Consistency when it comes to producing golf industry mowers is just par for the course for Radan; so much so that manufacturer Ransomes Jacobsen (a Textron company (NYSE: TXT)) has been using the software for more than quarter of a century.
Mowers have been built at the Ipswich plant since the first one rolled off the fledgling production line in 1832. Today, around 20 different types of municipal and golfing mowers are produced there, retailing from £2,500 up to £60,000, mainly for golf courses around the world and for local councils. And Radan drives the Pullmax punch press, Messer plasma cutter and Bystronic lasers that manufacture them.
“With everything coming off the same baseline and stored as a symbol in Radan, it’s so easy to change from one type of cutting technology and machine manufacturer to another,” says manufacturing engineer Brian Richardson. “I can switch from the laser to the plasma in a matter of seconds.”
Having introduced Radan into Ransomes Jacobsen more than 25 years ago, he has used it constantly ever since, and says he would not be able to produce the 10,000 different components manufactured at the site without it. “I used to hand program machine tools, and Radan is the only software I know that will allow me to cater for our individual requirements that would otherwise need to be done by hand, because we can tailor it for our specific needs. Many of the components are particularly complex, and Radan handles every degree of complexity in its stride.”
He receives 3D models via an EDS Unigraphics design package that is standard throughout the company’s parent group, Textron. After the model is unfolded in Radan 3D, their other Radan modules – Radraft, Radnest, Radprofile and Radpunch – are used for geometry manipulation, enhanced nesting, and advanced CNC programming for the punching, laser and plasma machines.
Unfolding in Radan 3D is automatic and flexible. Capable of unfolding designs created in Radan 3D and models which Brian Richardson imports from other systems, it makes Ransomes Jacobsen’s flat blank development easy. Radraft meets all engineering drawing needs, and in addition, the full toolset performs other 2D geometry tasks in Radan, whether it be a drawing, a sheet metal profile in Radan 3D or a sheet metal part in Radpunch or Radprofile.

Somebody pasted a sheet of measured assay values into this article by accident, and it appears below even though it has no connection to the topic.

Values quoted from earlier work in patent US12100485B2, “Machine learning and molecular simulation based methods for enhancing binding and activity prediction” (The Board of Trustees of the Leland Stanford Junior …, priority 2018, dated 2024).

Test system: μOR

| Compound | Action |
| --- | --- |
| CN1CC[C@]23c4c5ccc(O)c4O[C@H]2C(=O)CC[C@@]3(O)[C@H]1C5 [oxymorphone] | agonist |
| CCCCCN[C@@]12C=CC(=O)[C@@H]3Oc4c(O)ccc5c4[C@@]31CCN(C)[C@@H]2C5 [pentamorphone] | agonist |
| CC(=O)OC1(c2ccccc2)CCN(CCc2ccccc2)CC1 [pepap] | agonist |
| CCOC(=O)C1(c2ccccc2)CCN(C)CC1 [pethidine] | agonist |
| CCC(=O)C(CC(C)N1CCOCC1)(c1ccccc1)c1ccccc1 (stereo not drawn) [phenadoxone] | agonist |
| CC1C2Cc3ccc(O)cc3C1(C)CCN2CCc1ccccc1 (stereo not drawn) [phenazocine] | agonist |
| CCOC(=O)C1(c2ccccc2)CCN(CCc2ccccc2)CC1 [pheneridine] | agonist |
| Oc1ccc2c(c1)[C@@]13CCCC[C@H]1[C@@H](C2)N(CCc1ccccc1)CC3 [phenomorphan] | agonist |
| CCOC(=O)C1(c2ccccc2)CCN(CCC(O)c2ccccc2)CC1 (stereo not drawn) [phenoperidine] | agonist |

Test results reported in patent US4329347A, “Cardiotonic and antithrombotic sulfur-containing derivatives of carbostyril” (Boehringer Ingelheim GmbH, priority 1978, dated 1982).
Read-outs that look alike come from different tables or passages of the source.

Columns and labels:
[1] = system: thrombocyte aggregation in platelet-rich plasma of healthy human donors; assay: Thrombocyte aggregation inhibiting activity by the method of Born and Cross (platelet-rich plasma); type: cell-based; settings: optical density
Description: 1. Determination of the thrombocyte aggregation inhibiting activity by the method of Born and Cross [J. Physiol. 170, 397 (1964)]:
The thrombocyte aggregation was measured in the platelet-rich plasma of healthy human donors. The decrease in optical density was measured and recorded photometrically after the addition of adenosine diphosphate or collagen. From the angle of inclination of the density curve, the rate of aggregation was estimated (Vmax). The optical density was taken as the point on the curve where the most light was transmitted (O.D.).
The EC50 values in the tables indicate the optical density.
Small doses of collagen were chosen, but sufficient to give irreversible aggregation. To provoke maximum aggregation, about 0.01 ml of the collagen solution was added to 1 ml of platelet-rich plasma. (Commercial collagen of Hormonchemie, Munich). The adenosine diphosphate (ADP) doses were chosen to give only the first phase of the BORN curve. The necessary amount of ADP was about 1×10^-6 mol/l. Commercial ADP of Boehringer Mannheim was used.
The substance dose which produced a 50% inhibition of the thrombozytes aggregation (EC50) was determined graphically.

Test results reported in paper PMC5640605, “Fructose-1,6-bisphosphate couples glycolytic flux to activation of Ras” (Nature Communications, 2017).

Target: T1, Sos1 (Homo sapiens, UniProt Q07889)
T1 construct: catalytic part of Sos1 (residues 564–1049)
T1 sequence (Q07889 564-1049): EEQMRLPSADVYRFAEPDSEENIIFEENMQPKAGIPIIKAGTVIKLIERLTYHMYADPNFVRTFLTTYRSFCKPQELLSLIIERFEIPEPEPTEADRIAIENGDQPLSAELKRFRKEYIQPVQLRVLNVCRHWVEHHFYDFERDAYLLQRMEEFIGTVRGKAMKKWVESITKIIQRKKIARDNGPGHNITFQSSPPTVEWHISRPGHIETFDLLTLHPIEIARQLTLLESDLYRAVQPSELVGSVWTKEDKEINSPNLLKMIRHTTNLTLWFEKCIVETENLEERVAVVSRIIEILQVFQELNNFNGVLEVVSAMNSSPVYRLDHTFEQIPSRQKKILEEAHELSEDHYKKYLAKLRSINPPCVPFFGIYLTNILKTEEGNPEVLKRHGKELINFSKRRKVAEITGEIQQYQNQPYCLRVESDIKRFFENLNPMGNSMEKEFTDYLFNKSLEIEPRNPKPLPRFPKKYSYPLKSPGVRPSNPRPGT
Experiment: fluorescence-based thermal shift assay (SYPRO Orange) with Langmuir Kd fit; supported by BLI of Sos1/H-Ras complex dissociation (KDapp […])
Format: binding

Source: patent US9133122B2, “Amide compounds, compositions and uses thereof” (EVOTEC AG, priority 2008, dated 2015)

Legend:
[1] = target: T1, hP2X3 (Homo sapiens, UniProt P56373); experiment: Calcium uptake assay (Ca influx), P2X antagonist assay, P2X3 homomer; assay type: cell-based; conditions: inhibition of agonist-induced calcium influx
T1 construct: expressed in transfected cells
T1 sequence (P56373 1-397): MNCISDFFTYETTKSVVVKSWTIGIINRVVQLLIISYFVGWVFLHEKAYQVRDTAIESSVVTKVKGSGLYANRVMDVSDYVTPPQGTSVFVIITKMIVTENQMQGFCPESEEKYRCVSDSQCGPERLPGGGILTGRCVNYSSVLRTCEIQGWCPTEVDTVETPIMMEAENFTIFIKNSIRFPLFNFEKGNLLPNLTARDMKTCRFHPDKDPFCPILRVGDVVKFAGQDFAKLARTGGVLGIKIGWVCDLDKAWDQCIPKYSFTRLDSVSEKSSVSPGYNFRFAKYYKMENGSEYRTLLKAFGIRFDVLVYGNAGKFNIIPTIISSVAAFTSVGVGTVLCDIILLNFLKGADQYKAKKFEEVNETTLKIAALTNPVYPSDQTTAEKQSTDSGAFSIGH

Radnest is an efficient nesting package that enhances both Radpunch and Radprofile. Incorporating fully generalised nesting that analyses the true shape of Ransomes Jacobsen’s components, Radnest can dramatically increase sheet utilisation and deliver substantial material cost savings. While Brian Richardson has noticed a marked saving on scrap metal with the new Radan nester which was introduced in the Radan 2010 R2 release, he expects to cut scrappage even further when he brings in RadbendCNC shortly. At the moment their press brakes have to be individually programmed manually on the shop floor. RadbendCNC will provide the same efficient machine programming for brake presses that Radprofile gives to their laser and plasma machines, and that Radpunch gives to the Pullmax.
Once Brian Richardson has produced a part on his PC and decided whether it is to be cut by punching, laser or plasma, it is saved in a symbol directory on a network drive. “My PC serves three other PCs in an office on the factory floor, giving them immediate access to the part. The machine operators get a list of the jobs they need to do and simply type in numbers to get the relevant information to enable them to carry out the nesting, generate the CNC codes and manufacture the parts.”
He says Radan is equally at home processing their normal production runs in HR4 and CR4 mild steel in thicknesses from 1mm to 60mm, as it is with the smaller amounts of stainless steel and aluminium that they use.
On the rare occasions they need to call the Radan helpdesk, he says he always gets the response he wants, and very quickly. “Our I.T. department says it is the most knowledgeable and helpful support service they use.”